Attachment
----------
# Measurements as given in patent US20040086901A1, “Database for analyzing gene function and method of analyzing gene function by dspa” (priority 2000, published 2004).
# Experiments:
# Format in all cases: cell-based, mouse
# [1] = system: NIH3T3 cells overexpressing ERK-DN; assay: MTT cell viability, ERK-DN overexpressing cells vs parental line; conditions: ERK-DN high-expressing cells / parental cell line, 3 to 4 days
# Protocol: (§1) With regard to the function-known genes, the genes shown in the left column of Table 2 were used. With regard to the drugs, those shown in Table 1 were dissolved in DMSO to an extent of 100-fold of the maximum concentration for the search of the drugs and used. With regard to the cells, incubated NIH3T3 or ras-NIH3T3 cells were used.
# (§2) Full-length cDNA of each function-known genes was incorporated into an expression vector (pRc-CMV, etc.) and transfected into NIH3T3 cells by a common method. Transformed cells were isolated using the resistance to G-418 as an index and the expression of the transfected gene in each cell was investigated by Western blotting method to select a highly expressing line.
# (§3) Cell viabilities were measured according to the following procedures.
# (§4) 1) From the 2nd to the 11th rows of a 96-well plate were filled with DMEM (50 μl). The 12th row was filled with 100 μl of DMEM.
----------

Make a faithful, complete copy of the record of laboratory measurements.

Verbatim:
# Measurements as given in patent US20040086901A1, “Database for analyzing gene function and method of analyzing gene function by dspa” (priority 2000, published 2004).
# Experiments:
# Format in all cases: cell-based, mouse
# [1] = system: NIH3T3 cells overexpressing ERK-DN; assay: MTT cell viability, ERK-DN overexpressing cells vs parental line; conditions: ERK-DN high-expressing cells / parental cell line, 3 to 4 days
# Protocol: (§1) With regard to the function-known genes, the genes shown in the left column of Table 2 were used. With regard to the drugs, those shown in Table 1 were dissolved in DMSO to an extent of 100-fold of the maximum concentration for the search of the drugs and used. With regard to the cells, incubated NIH3T3 or ras-NIH3T3 cells were used.
# (§2) Full-length cDNA of each function-known genes was incorporated into an expression vector (pRc-CMV, etc.) and transfected into NIH3T3 cells by a common method. Transformed cells were isolated using the resistance to G-418 as an index and the expression of the transfected gene in each cell was investigated by Western blotting method to select a highly expressing line.
# (§3) Cell viabilities were measured according to the following procedures.
# (§4) 1) From the 2nd to the 11th rows of a 96-well plate were filled with DMEM (50 μl). The 12th row was filled with 100 μl of DMEM.